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Key Economic Data 
  2003 2002 2001 Ranking(2003)
Millions of US $ 19,176 15,555 10,900 70
GNI per capita
 US $ 1,910 1,400 930 112
Ranking is given out of 208 nations - (data from the World Bank)

Books on Serbia & Montenegro


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New Dinar

Boris Tadic

Private sector 
% of GDP 

Update No: 099 - (26/07/05)

EU membership still on track
Recent events, above all the French and Dutch 'no' votes on the EU constitution, might have seemed to have dented the Serbs' chances of entering the EU. But Brussels is "eagerly awaiting Stabilisation and Association negotiations with Serbia-Montenegro in October," EU foreign policy and security policy chief Javier Solana said during a two-day visit to Belgrade in mid-July. At the same time, he cautioned that better co-operation with the UN tribunal in The Hague is necessary, and that fugitive indictee Ratko Mladic -- one of the alleged architects of the 1995 Srebrenica massacre -- must be brought to justice. 
"Co-operation with The Hague tribunal is a fundamental issue ... a lot has been done already, but we expect the last, final push," he said, referring to Mladic. The fugitive general was the subject of allegations published recently in the daily Blic, which ran an interview with former security chief Goran Petrovic, who suggested the army still protects Mladic. 
During his visit, which ended on 20th July, Solana met with Serbia-Montenegro President Svetozar Marovic, Serbian Prime Minister, Vojislav Kostunica, Serbian President, Boris Tadic, and Montenegrin Prime Minister, Milo Djukanovic. 
Marovic said the message brought by Solana was an important one, opening up a great opportunity for the state union. "We can do much by the end of the year. I believe it is very important that the Stabilisation and Association negotiations begin in October, that they be accelerated as much as possible and that, in the meantime, we finally close the Mladic case and secure the country's place in NATO's Partnership for Peace programme," Marovic said. 
Although Solana indicated that his visit was focused on the upcoming negotiations and was not meant to cover the thorny topic of Montenegrin independence, the issue nevertheless was on the table. Djukanovic told Solana that the referendum on the state status of Montenegro must be held by spring 2006, adding that he anticipates a deal on dismantling the joint state well before that. 
Tadic and Kostunica, however, predictably said the Stabilisation and Association process should take priority over the referendum issue. 
From Belgrade, Solana headed on to Pristina, where he called for speedier implementation of EU standards and government decentralisation. He said that Kosovo leaders should "step up the process towards reaching the standards," adding that "the decentralisation process should be something they believe in."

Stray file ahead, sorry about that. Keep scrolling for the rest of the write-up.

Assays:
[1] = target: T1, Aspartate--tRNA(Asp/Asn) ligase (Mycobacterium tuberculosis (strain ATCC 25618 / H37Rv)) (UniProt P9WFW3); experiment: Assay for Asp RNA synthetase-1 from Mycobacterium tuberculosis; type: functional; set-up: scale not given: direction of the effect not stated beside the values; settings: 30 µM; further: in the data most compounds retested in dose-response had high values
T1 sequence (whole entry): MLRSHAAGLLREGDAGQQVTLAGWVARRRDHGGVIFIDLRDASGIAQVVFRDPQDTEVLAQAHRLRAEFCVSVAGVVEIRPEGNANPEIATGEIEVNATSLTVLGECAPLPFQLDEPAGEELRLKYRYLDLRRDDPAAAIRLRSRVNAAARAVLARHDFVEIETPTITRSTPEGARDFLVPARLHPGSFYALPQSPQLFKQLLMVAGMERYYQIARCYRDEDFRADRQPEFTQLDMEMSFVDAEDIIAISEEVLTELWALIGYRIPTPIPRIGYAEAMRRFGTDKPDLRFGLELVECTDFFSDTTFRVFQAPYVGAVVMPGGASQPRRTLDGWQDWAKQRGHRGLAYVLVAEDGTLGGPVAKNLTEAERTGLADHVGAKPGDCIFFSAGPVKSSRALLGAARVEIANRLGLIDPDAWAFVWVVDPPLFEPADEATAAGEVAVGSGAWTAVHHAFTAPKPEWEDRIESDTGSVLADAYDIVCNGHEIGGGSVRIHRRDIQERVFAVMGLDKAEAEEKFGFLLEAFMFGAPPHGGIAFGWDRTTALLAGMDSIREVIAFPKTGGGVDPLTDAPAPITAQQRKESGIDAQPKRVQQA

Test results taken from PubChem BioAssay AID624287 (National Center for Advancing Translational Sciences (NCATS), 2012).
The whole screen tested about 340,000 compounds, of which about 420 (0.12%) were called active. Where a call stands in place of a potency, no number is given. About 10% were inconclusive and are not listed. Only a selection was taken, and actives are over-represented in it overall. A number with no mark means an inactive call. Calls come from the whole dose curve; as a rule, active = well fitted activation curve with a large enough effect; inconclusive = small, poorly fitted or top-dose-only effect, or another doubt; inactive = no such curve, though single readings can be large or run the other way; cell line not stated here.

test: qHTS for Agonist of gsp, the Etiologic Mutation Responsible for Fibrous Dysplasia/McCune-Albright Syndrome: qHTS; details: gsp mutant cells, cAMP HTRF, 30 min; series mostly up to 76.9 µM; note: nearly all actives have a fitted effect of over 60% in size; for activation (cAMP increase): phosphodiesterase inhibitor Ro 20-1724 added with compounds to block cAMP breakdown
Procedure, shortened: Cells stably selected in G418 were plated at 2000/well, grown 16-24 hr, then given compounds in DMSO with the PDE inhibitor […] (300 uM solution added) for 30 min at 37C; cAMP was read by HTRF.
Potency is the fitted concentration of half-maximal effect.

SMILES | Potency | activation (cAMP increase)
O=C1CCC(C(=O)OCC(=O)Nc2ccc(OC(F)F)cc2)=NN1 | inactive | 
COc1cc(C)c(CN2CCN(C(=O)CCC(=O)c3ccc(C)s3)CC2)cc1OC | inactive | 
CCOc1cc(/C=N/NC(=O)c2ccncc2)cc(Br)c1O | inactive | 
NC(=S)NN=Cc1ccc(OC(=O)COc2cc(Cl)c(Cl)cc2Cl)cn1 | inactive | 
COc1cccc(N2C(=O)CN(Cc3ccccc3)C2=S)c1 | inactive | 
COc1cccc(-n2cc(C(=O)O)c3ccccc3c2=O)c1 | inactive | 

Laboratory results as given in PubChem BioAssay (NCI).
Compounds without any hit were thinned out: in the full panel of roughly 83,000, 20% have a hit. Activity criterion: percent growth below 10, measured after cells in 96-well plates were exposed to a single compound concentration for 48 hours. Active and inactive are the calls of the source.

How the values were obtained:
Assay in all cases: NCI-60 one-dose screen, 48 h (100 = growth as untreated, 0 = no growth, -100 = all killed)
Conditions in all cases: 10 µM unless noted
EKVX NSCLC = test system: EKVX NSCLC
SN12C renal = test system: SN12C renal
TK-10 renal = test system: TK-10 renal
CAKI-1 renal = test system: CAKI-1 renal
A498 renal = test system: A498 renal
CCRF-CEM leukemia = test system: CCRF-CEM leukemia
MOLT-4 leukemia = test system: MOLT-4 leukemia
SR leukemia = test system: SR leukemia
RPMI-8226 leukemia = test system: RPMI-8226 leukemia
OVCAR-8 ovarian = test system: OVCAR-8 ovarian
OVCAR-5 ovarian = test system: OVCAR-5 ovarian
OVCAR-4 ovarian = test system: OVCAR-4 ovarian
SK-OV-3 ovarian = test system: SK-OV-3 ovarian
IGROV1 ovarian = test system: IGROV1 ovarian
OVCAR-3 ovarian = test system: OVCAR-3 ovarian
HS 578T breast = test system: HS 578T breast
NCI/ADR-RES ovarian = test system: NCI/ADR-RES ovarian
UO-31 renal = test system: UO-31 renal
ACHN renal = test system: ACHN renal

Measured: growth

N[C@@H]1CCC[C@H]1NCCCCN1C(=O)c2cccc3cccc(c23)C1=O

The EU official announced that his next visit to Kosovo would take place in late August or early September. He said he hoped all would become more constructive in heading in the right direction -- one that would earn support from the international community. 

NATO relations matter too
The federal defence minister has defended the signing of a troop transit agreement with NATO in mid-July without consulting the governments of the member states. The signing was in accordance with the law, said Prvoslav Davinic, but added that in future important international agreements should not be signed without the member states having previously stated their position. This did not mean, he said, that Foreign Affairs Minister Vuk Draskovic had overstepped the line when he signed the agreement with NATO Secretary-General Jaap de Hoop Scheffer.
"Although the governments of the member states had not been consulted, the appropriate ministries had been. Now there is a conflict about the authority of the federal Cabinet and when the position of the government needs to be sought. This is what we're now clearing up and we have come to the conclusion that in the case of important political agreements it's desirable that the governments of the member states give their opinion," said the defence minister.
The agreement still needs to be ratified by the federal Parliament but, according to Davinic, it may be applied, even before ratification. "The agreement wasn't signed overnight: there's been four years of work on it. Four years ago NATO proposed a text for the agreement and various governments have dealt with it," said the defence minister, adding that the draft agreement had been approved by the justice and finance ministries of both Serbia and Montenegro. 
However the Serbian Government's media representative, Srdjan Djuric says that no Serbian ministry had given a positive opinion of the agreement, which gives NATO troops the right of transit across Serbia-Montenegro in the event of an emergency in Kosovo. According to Djuric the ministries had not even seen the final version of the agreement. 
Meanwhile, the Socialist Party of Serbia, with whose support in the parliament the minority Kostunica Government clings to power, said that it is unacceptable that "NATO armies cross our country, as though it is a defeated and occupied territory which they have conquered." The party said that it would support an initiative for Foreign Minister Vuk Draskovic, to be dismissed following the decision that NATO forces may cross Serbia-Montenegro.

Army still protecting Mladic
Both the EU and NATO strongly object to the failure to deliver war crime suspects to The Hague. Yugoslav Army colonel, Dragomir Krstovic, was responsible for protection of Hague Tribunal fugitive Ratko Mladic until the end of 2002, the former head of Serbia's secret police said recently.